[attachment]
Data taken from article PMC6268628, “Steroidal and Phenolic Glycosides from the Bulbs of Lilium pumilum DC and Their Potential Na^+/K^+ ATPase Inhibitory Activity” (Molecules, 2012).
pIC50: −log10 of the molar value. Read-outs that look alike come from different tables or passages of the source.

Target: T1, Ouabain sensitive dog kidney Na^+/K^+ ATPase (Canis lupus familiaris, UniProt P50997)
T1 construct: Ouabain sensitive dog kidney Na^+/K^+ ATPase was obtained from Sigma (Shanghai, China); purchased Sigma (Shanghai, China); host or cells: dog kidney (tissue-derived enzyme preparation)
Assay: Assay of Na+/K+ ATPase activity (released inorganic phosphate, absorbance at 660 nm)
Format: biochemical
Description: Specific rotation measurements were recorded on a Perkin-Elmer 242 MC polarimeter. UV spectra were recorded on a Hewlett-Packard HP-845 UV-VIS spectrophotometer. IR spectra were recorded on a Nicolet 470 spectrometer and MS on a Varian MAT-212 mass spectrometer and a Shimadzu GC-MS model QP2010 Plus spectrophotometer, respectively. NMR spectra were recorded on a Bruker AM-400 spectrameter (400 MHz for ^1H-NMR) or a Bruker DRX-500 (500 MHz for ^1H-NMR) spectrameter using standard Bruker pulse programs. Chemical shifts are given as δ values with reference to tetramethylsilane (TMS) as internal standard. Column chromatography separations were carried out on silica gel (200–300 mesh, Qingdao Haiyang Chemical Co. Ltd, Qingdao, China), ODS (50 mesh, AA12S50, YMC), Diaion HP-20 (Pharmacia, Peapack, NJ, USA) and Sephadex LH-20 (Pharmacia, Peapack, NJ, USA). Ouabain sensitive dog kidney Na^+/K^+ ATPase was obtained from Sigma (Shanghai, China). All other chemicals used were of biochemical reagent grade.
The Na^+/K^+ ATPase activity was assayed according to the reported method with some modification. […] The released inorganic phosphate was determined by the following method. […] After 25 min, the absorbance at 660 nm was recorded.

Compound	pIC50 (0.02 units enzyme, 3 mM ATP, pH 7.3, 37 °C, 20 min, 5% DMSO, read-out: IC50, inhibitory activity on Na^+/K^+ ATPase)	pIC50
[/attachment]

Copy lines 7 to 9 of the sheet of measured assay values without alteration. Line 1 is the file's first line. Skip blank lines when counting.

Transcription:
Description: Specific rotation measurements were recorded on a Perkin-Elmer 242 MC polarimeter. UV spectra were recorded on a Hewlett-Packard HP-845 UV-VIS spectrophotometer. IR spectra were recorded on a Nicolet 470 spectrometer and MS on a Varian MAT-212 mass spectrometer and a Shimadzu GC-MS model QP2010 Plus spectrophotometer, respectively. NMR spectra were recorded on a Bruker AM-400 spectrameter (400 MHz for ^1H-NMR) or a Bruker DRX-500 (500 MHz for ^1H-NMR) spectrameter using standard Bruker pulse programs. Chemical shifts are given as δ values with reference to tetramethylsilane (TMS) as internal standard. Column chromatography separations were carried out on silica gel (200–300 mesh, Qingdao Haiyang Chemical Co. Ltd, Qingdao, China), ODS (50 mesh, AA12S50, YMC), Diaion HP-20 (Pharmacia, Peapack, NJ, USA) and Sephadex LH-20 (Pharmacia, Peapack, NJ, USA). Ouabain sensitive dog kidney Na^+/K^+ ATPase was obtained from Sigma (Shanghai, China). All other chemicals used were of biochemical reagent grade.
The Na^+/K^+ ATPase activity was assayed according to the reported method with some modification. […] The released inorganic phosphate was determined by the following method. […] After 25 min, the absorbance at 660 nm was recorded.

Compound	pIC50 (0.02 units enzyme, 3 mM ATP, pH 7.3, 37 °C, 20 min, 5% DMSO, read-out: IC50, inhibitory activity on Na^+/K^+ ATPase)	pIC50